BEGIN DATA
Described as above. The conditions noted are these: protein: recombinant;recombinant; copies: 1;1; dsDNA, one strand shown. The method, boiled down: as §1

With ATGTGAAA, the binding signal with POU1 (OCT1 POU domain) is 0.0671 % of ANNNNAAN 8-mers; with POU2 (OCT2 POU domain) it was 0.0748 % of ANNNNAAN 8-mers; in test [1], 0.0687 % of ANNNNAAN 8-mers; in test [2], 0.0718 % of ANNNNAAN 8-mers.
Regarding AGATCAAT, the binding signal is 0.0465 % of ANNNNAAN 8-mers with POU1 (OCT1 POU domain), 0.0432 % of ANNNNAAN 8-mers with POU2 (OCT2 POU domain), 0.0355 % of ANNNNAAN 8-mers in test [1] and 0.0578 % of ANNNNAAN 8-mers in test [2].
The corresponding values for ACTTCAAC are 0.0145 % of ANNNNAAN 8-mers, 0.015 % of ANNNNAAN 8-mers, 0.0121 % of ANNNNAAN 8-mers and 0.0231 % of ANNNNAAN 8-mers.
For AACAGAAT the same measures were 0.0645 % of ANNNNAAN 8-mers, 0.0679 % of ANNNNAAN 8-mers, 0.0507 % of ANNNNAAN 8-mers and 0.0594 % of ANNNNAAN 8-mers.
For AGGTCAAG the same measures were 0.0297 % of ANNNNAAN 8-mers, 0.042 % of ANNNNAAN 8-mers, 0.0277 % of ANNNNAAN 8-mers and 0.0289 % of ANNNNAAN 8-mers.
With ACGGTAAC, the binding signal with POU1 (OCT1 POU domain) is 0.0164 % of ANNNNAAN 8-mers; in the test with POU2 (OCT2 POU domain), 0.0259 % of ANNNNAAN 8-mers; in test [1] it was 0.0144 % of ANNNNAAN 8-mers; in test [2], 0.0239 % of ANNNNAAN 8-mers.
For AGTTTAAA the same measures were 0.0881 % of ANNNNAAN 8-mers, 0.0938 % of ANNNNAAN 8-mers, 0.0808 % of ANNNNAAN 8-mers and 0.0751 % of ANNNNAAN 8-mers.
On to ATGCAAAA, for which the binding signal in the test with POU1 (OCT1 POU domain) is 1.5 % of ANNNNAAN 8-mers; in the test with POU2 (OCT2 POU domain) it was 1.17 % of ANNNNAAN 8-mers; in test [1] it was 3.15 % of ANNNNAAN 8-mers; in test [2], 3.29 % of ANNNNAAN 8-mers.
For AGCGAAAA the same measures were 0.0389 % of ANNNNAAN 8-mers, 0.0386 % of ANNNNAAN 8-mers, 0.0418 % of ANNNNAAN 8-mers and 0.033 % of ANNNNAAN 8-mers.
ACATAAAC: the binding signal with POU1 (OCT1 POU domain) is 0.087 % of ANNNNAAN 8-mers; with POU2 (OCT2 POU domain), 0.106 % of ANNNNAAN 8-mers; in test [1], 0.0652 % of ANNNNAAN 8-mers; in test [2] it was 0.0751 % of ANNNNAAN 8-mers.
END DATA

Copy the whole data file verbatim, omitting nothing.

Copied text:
Described as above. The conditions noted are these: protein: recombinant;recombinant; copies: 1;1; dsDNA, one strand shown. The method, boiled down: as §1

With ATGTGAAA, the binding signal with POU1 (OCT1 POU domain) is 0.0671 % of ANNNNAAN 8-mers; with POU2 (OCT2 POU domain) it was 0.0748 % of ANNNNAAN 8-mers; in test [1], 0.0687 % of ANNNNAAN 8-mers; in test [2], 0.0718 % of ANNNNAAN 8-mers.
Regarding AGATCAAT, the binding signal is 0.0465 % of ANNNNAAN 8-mers with POU1 (OCT1 POU domain), 0.0432 % of ANNNNAAN 8-mers with POU2 (OCT2 POU domain), 0.0355 % of ANNNNAAN 8-mers in test [1] and 0.0578 % of ANNNNAAN 8-mers in test [2].
The corresponding values for ACTTCAAC are 0.0145 % of ANNNNAAN 8-mers, 0.015 % of ANNNNAAN 8-mers, 0.0121 % of ANNNNAAN 8-mers and 0.0231 % of ANNNNAAN 8-mers.
For AACAGAAT the same measures were 0.0645 % of ANNNNAAN 8-mers, 0.0679 % of ANNNNAAN 8-mers, 0.0507 % of ANNNNAAN 8-mers and 0.0594 % of ANNNNAAN 8-mers.
For AGGTCAAG the same measures were 0.0297 % of ANNNNAAN 8-mers, 0.042 % of ANNNNAAN 8-mers, 0.0277 % of ANNNNAAN 8-mers and 0.0289 % of ANNNNAAN 8-mers.
With ACGGTAAC, the binding signal with POU1 (OCT1 POU domain) is 0.0164 % of ANNNNAAN 8-mers; in the test with POU2 (OCT2 POU domain), 0.0259 % of ANNNNAAN 8-mers; in test [1] it was 0.0144 % of ANNNNAAN 8-mers; in test [2], 0.0239 % of ANNNNAAN 8-mers.
For AGTTTAAA the same measures were 0.0881 % of ANNNNAAN 8-mers, 0.0938 % of ANNNNAAN 8-mers, 0.0808 % of ANNNNAAN 8-mers and 0.0751 % of ANNNNAAN 8-mers.
On to ATGCAAAA, for which the binding signal in the test with POU1 (OCT1 POU domain) is 1.5 % of ANNNNAAN 8-mers; in the test with POU2 (OCT2 POU domain) it was 1.17 % of ANNNNAAN 8-mers; in test [1] it was 3.15 % of ANNNNAAN 8-mers; in test [2], 3.29 % of ANNNNAAN 8-mers.
For AGCGAAAA the same measures were 0.0389 % of ANNNNAAN 8-mers, 0.0386 % of ANNNNAAN 8-mers, 0.0418 % of ANNNNAAN 8-mers and 0.033 % of ANNNNAAN 8-mers.
ACATAAAC: the binding signal with POU1 (OCT1 POU domain) is 0.087 % of ANNNNAAN 8-mers; with POU2 (OCT2 POU domain), 0.106 % of ANNNNAAN 8-mers; in test [1], 0.0652 % of ANNNNAAN 8-mers; in test [2] it was 0.0751 % of ANNNNAAN 8-mers.